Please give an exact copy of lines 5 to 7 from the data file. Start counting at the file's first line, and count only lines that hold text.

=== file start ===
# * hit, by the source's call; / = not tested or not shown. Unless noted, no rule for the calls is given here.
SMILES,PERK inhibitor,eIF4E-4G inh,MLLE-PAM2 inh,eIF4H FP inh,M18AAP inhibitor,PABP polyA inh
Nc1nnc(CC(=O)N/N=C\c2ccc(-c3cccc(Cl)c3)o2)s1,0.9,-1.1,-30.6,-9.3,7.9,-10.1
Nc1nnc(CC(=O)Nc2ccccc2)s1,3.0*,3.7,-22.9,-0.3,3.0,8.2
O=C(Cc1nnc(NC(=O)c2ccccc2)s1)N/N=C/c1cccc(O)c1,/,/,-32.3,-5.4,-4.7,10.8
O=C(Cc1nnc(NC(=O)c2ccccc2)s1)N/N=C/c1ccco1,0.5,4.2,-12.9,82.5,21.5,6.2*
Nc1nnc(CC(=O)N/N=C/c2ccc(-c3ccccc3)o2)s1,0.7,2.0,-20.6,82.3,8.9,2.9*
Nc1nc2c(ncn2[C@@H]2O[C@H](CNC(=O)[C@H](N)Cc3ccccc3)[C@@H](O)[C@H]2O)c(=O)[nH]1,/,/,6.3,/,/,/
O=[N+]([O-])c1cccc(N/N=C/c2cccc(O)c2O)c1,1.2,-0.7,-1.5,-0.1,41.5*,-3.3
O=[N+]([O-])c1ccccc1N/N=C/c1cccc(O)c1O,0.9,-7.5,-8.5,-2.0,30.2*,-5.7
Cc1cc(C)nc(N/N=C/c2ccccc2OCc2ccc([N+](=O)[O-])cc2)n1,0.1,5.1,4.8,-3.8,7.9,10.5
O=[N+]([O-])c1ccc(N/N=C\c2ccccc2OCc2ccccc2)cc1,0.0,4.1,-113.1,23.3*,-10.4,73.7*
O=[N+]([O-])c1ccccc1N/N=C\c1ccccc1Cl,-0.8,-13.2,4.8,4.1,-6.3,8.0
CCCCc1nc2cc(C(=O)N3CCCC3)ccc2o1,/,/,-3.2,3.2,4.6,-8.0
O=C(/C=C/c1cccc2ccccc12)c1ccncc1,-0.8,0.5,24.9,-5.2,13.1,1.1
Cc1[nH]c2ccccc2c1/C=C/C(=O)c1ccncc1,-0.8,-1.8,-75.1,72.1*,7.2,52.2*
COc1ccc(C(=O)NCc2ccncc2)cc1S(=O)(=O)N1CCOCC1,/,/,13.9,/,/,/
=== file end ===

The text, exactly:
O=C(Cc1nnc(NC(=O)c2ccccc2)s1)N/N=C/c1cccc(O)c1,/,/,-32.3,-5.4,-4.7,10.8
O=C(Cc1nnc(NC(=O)c2ccccc2)s1)N/N=C/c1ccco1,0.5,4.2,-12.9,82.5,21.5,6.2*
Nc1nnc(CC(=O)N/N=C/c2ccc(-c3ccccc3)o2)s1,0.7,2.0,-20.6,82.3,8.9,2.9*